In line with previous revelations from Edward Snowden's cachet showing the NSA's use of dragnet surveillance, the Guardian reported Thursday that the NSA carries out a vast untargeted sweep of text messages daily.
The spy agency collects almost 200 million text messages a day from around the world, "using them to extract data including location, contact networks and credit card details, according to top-secret documents," reported the Guardian. A top-secret NSA presentation obtained by Snowden bears the subtitle "SMS Text Messages: A Goldmine to Exploit.”
A document from the NSA's U.K. counterpart GHCQ also shows that the British spy agency used the NSA's SMS database, known as DISHFIRE, to search the metadata of “untargeted and unwarranted” communications belonging to people in the U.K.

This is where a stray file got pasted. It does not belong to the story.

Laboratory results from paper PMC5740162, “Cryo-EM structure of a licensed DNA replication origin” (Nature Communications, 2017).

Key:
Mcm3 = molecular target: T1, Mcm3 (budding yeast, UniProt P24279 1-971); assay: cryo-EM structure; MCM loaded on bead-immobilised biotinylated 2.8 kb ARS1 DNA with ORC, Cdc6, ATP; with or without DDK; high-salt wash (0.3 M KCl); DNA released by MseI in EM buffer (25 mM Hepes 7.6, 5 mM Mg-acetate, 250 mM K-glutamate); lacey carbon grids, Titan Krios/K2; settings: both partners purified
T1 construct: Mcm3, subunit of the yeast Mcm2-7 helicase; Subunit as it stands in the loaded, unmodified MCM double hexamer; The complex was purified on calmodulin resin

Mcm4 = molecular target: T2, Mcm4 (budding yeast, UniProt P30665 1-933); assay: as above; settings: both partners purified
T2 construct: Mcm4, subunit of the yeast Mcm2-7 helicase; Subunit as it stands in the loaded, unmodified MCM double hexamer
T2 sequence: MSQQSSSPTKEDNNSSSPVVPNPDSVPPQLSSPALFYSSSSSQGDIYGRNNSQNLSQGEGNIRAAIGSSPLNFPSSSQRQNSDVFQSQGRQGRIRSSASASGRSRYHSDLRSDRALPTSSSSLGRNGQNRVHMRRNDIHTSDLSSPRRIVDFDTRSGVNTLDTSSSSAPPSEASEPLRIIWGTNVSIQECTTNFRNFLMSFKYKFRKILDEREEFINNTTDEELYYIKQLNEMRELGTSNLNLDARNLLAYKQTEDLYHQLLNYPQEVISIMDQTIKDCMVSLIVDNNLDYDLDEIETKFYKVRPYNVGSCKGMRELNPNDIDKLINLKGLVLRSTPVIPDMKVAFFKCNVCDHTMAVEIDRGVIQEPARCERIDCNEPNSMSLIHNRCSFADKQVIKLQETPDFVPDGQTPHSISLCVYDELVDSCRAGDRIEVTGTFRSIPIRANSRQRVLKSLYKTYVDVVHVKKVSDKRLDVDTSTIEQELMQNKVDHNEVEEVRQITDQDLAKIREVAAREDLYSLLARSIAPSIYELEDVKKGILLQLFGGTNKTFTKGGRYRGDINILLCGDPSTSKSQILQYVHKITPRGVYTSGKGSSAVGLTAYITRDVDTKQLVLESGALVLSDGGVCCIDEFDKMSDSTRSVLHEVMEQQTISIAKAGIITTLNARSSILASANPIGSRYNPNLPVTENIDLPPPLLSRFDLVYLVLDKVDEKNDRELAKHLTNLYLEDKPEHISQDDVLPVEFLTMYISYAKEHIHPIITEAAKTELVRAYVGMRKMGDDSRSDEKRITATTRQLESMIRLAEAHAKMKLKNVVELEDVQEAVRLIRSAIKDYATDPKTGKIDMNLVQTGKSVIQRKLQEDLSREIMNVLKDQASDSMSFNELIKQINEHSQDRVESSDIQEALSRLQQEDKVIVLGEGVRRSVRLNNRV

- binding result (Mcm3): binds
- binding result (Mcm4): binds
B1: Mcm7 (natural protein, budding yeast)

Via the Guardian:
On average, each day the NSA was able to extract:
• More than 5 million missed-call alerts, for use in contact-chaining analysis (working out someone’s social network from who they contact and when)
• Details of 1.6 million border crossings a day, from network roaming alerts
• More than 110,000 names, from electronic business cards, which also included the ability to extract and save images.
• Over 800,000 financial transactions, either through text-to-text payments or linking credit cards to phone users
The agency was also able to extract geolocation data from more than 76,000 text messages a day, including from “requests by people for route info” and “setting up meetings”. Other travel information was obtained from itinerary texts sent by travel companies, even including cancellations and delays to travel plans.